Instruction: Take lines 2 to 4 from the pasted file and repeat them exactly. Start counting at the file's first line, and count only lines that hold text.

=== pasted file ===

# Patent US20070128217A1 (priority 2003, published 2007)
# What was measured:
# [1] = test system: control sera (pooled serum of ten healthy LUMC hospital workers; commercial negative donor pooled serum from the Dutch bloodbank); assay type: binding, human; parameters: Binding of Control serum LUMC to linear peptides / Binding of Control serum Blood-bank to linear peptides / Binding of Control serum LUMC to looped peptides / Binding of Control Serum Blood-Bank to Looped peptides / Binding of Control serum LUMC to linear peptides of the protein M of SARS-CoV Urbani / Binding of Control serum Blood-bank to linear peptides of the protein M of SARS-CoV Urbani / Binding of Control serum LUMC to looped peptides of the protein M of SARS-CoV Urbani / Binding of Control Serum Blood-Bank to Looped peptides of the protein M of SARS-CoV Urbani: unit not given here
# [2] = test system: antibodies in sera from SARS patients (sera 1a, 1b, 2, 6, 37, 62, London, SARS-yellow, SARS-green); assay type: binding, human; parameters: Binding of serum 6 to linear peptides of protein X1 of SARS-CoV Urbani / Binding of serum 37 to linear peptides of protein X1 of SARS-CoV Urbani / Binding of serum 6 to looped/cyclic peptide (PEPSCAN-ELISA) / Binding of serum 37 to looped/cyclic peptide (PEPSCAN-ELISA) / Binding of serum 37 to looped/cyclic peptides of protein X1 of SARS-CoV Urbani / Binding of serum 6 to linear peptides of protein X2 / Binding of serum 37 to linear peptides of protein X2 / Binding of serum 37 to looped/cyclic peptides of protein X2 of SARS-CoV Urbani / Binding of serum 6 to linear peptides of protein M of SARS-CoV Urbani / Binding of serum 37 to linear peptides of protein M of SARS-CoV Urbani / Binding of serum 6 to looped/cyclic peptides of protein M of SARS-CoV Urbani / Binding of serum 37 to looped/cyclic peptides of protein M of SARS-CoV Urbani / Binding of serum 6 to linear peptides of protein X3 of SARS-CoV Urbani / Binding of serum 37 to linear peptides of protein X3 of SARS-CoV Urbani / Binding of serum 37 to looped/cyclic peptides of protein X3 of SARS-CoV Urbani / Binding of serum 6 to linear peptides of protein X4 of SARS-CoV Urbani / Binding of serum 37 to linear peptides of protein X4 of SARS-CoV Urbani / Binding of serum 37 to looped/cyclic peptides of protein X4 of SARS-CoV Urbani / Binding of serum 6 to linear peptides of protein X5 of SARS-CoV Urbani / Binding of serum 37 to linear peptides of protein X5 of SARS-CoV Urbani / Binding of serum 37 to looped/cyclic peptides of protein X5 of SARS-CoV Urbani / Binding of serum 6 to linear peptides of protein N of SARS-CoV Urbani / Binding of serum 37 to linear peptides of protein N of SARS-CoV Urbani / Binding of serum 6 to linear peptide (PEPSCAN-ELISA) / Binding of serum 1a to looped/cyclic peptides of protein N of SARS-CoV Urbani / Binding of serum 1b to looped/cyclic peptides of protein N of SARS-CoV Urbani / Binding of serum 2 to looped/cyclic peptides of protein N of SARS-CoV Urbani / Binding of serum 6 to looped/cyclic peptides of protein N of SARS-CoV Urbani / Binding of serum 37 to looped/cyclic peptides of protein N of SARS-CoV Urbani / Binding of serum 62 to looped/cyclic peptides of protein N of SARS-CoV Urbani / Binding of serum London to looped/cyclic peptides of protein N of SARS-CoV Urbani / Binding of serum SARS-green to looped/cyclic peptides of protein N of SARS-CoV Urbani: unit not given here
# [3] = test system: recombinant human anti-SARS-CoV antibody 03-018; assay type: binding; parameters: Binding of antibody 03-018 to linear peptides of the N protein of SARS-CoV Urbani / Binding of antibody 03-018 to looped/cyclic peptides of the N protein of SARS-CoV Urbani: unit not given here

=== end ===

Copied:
# What was measured:
# [1] = test system: control sera (pooled serum of ten healthy LUMC hospital workers; commercial negative donor pooled serum from the Dutch bloodbank); assay type: binding, human; parameters: Binding of Control serum LUMC to linear peptides / Binding of Control serum Blood-bank to linear peptides / Binding of Control serum LUMC to looped peptides / Binding of Control Serum Blood-Bank to Looped peptides / Binding of Control serum LUMC to linear peptides of the protein M of SARS-CoV Urbani / Binding of Control serum Blood-bank to linear peptides of the protein M of SARS-CoV Urbani / Binding of Control serum LUMC to looped peptides of the protein M of SARS-CoV Urbani / Binding of Control Serum Blood-Bank to Looped peptides of the protein M of SARS-CoV Urbani: unit not given here
# [2] = test system: antibodies in sera from SARS patients (sera 1a, 1b, 2, 6, 37, 62, London, SARS-yellow, SARS-green); assay type: binding, human; parameters: Binding of serum 6 to linear peptides of protein X1 of SARS-CoV Urbani / Binding of serum 37 to linear peptides of protein X1 of SARS-CoV Urbani / Binding of serum 6 to looped/cyclic peptide (PEPSCAN-ELISA) / Binding of serum 37 to looped/cyclic peptide (PEPSCAN-ELISA) / Binding of serum 37 to looped/cyclic peptides of protein X1 of SARS-CoV Urbani / Binding of serum 6 to linear peptides of protein X2 / Binding of serum 37 to linear peptides of protein X2 / Binding of serum 37 to looped/cyclic peptides of protein X2 of SARS-CoV Urbani / Binding of serum 6 to linear peptides of protein M of SARS-CoV Urbani / Binding of serum 37 to linear peptides of protein M of SARS-CoV Urbani / Binding of serum 6 to looped/cyclic peptides of protein M of SARS-CoV Urbani / Binding of serum 37 to looped/cyclic peptides of protein M of SARS-CoV Urbani / Binding of serum 6 to linear peptides of protein X3 of SARS-CoV Urbani / Binding of serum 37 to linear peptides of protein X3 of SARS-CoV Urbani / Binding of serum 37 to looped/cyclic peptides of protein X3 of SARS-CoV Urbani / Binding of serum 6 to linear peptides of protein X4 of SARS-CoV Urbani / Binding of serum 37 to linear peptides of protein X4 of SARS-CoV Urbani / Binding of serum 37 to looped/cyclic peptides of protein X4 of SARS-CoV Urbani / Binding of serum 6 to linear peptides of protein X5 of SARS-CoV Urbani / Binding of serum 37 to linear peptides of protein X5 of SARS-CoV Urbani / Binding of serum 37 to looped/cyclic peptides of protein X5 of SARS-CoV Urbani / Binding of serum 6 to linear peptides of protein N of SARS-CoV Urbani / Binding of serum 37 to linear peptides of protein N of SARS-CoV Urbani / Binding of serum 6 to linear peptide (PEPSCAN-ELISA) / Binding of serum 1a to looped/cyclic peptides of protein N of SARS-CoV Urbani / Binding of serum 1b to looped/cyclic peptides of protein N of SARS-CoV Urbani / Binding of serum 2 to looped/cyclic peptides of protein N of SARS-CoV Urbani / Binding of serum 6 to looped/cyclic peptides of protein N of SARS-CoV Urbani / Binding of serum 37 to looped/cyclic peptides of protein N of SARS-CoV Urbani / Binding of serum 62 to looped/cyclic peptides of protein N of SARS-CoV Urbani / Binding of serum London to looped/cyclic peptides of protein N of SARS-CoV Urbani / Binding of serum SARS-green to looped/cyclic peptides of protein N of SARS-CoV Urbani: unit not given here